Experts back Menon's doctrine for use of force | delhi | Hindustan Times
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Experts back Menon's doctrine for use of force

delhi Updated: Oct 08, 2011 00:54 IST
HT Correspondent

Strategic affairs experts have backed national security adviser (NSA) Shivshankar Menon's recent comments on the need for a new doctrine governing use of military power in the light of shifting global realities, saying future scenarios may require such an approach.

Delivering the Field Marshal KM Cariappa memorial lecture on 'The Role of Militaries in International Relations' on Wednesday, Menon said that India was moving towards a doctrine for the use of force at a time when the world was witnessing increasing militarisation of international relations.

Strategic affairs expert Air Vice Marshal Kapil Kak (retd) said, "The pattern of war for the next 20 years will be the same as the last 20 years. It will require use of force in situations where conventional deterrence has broken down."

Menon had said that militaries could either stick to what they do best at the risk of "reduced relevance" or restructure themselves to deal with new challenges, advocating rethinking of doctrines and practices.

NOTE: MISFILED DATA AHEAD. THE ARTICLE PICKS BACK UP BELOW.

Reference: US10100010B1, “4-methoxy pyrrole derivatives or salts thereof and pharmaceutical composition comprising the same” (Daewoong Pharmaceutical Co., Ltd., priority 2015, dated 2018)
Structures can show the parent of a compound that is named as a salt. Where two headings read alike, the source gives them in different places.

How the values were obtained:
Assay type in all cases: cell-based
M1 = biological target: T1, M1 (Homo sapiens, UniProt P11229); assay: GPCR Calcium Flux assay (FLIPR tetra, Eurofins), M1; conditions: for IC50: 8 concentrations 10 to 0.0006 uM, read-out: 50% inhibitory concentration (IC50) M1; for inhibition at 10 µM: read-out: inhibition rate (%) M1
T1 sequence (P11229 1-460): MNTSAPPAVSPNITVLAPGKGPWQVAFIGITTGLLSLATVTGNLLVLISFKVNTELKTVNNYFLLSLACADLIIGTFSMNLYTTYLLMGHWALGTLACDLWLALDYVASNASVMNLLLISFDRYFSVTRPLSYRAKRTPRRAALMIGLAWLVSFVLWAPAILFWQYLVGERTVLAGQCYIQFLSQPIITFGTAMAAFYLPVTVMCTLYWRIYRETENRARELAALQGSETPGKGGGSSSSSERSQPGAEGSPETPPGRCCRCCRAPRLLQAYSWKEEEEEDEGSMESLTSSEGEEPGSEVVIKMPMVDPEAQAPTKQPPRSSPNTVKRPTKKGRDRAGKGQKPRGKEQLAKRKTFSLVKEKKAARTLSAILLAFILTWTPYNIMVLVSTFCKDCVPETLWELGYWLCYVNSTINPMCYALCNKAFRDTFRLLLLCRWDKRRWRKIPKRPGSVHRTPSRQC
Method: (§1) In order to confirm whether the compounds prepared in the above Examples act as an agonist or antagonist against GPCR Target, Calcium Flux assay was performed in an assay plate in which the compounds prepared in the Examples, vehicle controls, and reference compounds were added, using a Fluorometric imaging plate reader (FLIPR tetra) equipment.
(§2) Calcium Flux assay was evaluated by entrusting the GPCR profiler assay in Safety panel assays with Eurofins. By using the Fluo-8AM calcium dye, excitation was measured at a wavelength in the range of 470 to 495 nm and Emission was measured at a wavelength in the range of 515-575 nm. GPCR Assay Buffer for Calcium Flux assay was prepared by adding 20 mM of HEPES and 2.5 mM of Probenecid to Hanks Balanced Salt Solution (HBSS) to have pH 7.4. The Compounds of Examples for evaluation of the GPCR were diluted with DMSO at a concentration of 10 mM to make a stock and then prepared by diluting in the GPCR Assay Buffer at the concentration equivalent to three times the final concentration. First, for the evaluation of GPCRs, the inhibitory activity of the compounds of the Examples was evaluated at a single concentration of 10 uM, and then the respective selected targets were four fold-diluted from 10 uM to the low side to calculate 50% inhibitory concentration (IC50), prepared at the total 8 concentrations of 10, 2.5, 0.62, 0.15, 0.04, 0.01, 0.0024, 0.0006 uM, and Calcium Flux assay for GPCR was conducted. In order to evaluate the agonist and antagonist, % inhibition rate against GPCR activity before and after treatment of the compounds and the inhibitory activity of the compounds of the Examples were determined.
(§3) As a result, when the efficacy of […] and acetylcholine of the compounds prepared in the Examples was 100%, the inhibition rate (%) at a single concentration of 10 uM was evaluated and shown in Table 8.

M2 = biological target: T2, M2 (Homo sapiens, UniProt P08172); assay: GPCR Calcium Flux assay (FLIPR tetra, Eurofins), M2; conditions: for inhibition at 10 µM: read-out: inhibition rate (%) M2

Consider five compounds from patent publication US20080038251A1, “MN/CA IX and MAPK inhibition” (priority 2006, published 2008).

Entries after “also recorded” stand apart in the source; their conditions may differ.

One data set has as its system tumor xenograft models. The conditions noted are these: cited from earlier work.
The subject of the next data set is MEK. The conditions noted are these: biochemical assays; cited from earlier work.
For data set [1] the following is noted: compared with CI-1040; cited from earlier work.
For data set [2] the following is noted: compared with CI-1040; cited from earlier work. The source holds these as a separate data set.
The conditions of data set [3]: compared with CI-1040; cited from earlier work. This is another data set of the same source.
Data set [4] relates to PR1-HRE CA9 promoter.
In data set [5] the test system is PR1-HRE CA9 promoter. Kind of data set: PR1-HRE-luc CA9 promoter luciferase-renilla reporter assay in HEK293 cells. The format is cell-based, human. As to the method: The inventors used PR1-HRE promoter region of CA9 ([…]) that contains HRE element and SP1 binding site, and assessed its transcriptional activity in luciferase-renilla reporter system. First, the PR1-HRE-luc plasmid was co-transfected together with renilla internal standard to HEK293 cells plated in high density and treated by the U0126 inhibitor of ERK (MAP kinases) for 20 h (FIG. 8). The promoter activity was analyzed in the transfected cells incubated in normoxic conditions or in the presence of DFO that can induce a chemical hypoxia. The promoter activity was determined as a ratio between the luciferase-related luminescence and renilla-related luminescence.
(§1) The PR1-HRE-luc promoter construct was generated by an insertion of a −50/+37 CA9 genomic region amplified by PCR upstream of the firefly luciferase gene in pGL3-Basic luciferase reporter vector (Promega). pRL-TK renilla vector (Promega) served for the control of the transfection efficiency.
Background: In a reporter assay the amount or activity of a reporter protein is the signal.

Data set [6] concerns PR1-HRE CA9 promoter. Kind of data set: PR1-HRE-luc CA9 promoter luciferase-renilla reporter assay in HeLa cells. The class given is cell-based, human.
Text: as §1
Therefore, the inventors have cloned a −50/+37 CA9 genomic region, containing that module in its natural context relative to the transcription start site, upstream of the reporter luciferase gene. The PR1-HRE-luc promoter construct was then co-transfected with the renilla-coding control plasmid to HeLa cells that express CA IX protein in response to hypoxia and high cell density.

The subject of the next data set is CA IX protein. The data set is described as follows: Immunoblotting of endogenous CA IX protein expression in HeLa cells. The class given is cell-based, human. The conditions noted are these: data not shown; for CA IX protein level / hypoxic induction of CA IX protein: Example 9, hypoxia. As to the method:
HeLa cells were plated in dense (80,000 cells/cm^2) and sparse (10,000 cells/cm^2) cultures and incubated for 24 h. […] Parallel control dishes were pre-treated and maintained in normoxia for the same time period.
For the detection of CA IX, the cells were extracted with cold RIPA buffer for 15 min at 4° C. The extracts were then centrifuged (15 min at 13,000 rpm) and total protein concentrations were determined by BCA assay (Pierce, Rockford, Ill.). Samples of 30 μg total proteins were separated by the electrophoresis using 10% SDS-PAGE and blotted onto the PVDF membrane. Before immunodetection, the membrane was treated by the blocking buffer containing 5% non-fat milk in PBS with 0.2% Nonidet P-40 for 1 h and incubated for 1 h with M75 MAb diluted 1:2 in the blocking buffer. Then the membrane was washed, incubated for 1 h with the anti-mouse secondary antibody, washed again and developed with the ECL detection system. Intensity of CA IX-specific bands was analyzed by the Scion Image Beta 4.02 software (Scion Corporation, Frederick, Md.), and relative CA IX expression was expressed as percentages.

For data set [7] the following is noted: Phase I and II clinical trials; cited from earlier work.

The NSA had said India needed to develop capabilities to deal with weak states and terrorists - a capability different from the military's conventional tasks.

Former IAF chief, Air Chief Marshal Fali H Major (retd) said it was high time for India to bring out a doctrine on the use of military power work, factoring in the country's national interests.

"We are not talking about threatening anyone by using force. But at the same time, it's important to send out the message that no one can mess with us," Major said.

Menon had said force was "an inescapable factor" in international relations, whether through its actual use or in the threat of its use. "War and diplomacy, military force and international relations, are Siamese twins, joined together at birth for life," the NSA had said during the half-hour lecture.

Kak said future conflicts would be localised and confined in time and space. "We are talking about another dimension for use of power - both soft and hard - with certain military orientation to safeguard and project national interests in the larger strategic neighbourhood," he added.